In your lifetime, you’ve most likely encountered diabetes in some way. Maybe a close family member, relative, friend, or teammate has the disease. You’ve probably seen it in commercials or TV shows and you most likely learned about diabetes and the pancreas in high school biology. Diabetes is a metabolic disease that arises from the inadequate production of insulin or from the body’s rejection of insulin from the pancreas. It is a disease that is growing in America and many say has become an epidemic as the rates of children and young adults with diabetes is increasing every year. In this 5 Part Series, we will take a look at what this disease exactly is, living with the disease, different treatment options, and the future of the disease.
To begin, diabetes (scientifically known as diabetes mellitus) doesn’t just happen to obese people or lazy people or the kids who ate too much Halloween candy growing up.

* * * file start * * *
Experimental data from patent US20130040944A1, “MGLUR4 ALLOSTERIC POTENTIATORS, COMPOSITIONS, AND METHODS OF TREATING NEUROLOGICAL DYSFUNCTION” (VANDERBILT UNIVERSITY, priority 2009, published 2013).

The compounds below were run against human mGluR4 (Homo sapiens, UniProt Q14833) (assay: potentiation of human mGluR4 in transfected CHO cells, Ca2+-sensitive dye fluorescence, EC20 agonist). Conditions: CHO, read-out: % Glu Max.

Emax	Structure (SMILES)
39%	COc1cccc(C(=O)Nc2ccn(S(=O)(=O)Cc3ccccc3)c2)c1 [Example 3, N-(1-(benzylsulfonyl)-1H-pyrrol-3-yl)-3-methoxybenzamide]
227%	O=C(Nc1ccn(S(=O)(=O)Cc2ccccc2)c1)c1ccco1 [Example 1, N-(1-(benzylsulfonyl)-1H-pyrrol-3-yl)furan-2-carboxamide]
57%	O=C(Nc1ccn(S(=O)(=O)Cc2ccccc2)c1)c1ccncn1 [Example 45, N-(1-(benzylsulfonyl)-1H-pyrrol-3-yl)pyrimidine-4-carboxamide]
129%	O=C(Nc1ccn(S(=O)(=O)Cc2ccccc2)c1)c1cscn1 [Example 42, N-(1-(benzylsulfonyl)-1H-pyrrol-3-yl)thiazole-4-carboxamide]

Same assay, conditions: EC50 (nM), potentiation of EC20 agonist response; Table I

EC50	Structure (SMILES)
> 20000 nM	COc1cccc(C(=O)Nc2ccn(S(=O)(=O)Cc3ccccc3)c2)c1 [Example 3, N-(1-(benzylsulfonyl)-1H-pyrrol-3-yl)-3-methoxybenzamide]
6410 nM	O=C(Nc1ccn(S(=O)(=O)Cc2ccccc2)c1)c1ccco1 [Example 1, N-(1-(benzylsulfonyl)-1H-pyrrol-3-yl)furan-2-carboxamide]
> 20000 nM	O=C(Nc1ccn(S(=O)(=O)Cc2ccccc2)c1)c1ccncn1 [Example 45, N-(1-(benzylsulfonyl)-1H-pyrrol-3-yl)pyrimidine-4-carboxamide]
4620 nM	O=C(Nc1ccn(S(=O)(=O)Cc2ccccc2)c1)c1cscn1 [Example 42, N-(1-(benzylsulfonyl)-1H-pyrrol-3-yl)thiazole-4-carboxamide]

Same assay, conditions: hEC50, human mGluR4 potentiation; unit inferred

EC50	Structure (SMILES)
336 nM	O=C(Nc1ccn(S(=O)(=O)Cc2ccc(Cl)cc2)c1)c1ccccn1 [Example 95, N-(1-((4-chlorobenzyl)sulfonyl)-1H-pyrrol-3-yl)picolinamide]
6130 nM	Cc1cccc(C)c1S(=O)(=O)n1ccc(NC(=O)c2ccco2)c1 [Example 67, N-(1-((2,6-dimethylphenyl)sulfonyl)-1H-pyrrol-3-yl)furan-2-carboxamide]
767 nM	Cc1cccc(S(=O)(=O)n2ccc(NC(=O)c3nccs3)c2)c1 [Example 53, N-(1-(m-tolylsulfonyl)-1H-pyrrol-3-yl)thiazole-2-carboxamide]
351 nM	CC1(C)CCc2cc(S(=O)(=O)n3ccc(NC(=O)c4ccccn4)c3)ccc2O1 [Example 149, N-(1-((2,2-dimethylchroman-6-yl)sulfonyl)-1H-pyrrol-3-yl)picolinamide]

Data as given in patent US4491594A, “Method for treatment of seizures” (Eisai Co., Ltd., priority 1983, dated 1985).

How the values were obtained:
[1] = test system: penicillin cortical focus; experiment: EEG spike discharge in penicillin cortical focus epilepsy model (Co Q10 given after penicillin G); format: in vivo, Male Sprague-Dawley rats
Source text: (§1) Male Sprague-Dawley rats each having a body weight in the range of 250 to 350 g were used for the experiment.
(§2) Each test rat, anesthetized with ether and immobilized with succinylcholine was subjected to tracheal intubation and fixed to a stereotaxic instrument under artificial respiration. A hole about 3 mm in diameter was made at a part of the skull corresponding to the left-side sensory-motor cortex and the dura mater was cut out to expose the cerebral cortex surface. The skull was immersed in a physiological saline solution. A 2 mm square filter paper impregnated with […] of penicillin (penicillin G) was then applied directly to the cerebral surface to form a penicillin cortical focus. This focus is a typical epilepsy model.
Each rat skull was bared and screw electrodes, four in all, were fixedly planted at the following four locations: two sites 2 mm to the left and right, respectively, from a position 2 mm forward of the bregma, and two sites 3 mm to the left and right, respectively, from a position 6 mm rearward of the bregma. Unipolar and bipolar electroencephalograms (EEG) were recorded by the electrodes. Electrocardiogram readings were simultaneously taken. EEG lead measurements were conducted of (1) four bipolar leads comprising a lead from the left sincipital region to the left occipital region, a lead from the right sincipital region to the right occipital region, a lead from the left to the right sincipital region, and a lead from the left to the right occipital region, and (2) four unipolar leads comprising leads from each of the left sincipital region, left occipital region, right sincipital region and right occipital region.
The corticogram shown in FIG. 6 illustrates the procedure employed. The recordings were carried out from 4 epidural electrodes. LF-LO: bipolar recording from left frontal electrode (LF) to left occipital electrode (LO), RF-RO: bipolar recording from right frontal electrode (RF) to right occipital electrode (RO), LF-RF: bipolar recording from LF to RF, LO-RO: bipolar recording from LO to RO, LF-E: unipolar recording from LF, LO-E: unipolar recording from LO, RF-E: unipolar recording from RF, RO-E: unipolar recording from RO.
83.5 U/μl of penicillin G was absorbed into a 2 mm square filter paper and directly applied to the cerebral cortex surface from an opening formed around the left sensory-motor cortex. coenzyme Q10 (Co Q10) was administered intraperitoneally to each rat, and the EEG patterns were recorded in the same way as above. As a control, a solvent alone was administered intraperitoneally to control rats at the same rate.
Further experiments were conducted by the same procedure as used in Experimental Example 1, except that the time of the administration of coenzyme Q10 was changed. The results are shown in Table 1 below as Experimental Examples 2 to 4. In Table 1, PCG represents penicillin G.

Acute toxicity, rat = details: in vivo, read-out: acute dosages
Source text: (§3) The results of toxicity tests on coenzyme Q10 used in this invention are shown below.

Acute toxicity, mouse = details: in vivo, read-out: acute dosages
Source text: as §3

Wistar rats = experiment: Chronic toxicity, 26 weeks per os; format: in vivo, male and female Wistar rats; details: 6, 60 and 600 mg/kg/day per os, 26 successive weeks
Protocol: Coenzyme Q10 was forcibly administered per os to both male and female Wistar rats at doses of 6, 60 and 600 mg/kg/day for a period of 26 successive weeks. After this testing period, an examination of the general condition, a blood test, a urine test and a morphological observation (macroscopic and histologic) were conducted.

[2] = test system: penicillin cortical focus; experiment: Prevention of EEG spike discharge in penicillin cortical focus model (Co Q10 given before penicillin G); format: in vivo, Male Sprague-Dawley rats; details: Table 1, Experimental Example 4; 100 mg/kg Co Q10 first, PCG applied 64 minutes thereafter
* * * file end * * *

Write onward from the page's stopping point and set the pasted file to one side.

Diabetes is a disease that can strike anyone regardless of walk of life. There are two types of diabetes, type 1 and type 2. Type 1 diabetes is the more severe of the two and is also called “juvenile” diabetes as it usually is found in children and young adults. In type 1 diabetes, the body’s immune system attacks the pancreas because the body sees the insulin-producing cells as foreign. When the immune system kills insulin, it prevents the body from turning the glucose you eat into energy which in turn leads to the body’s cells starving from lack of glucose. Type 2 diabetes, also called “adult onset” diabetes as it is more common in adults, is the more common type. With type 2, the body produces insulin, just not enough or not consistently. This leads to insulin resistance in the body.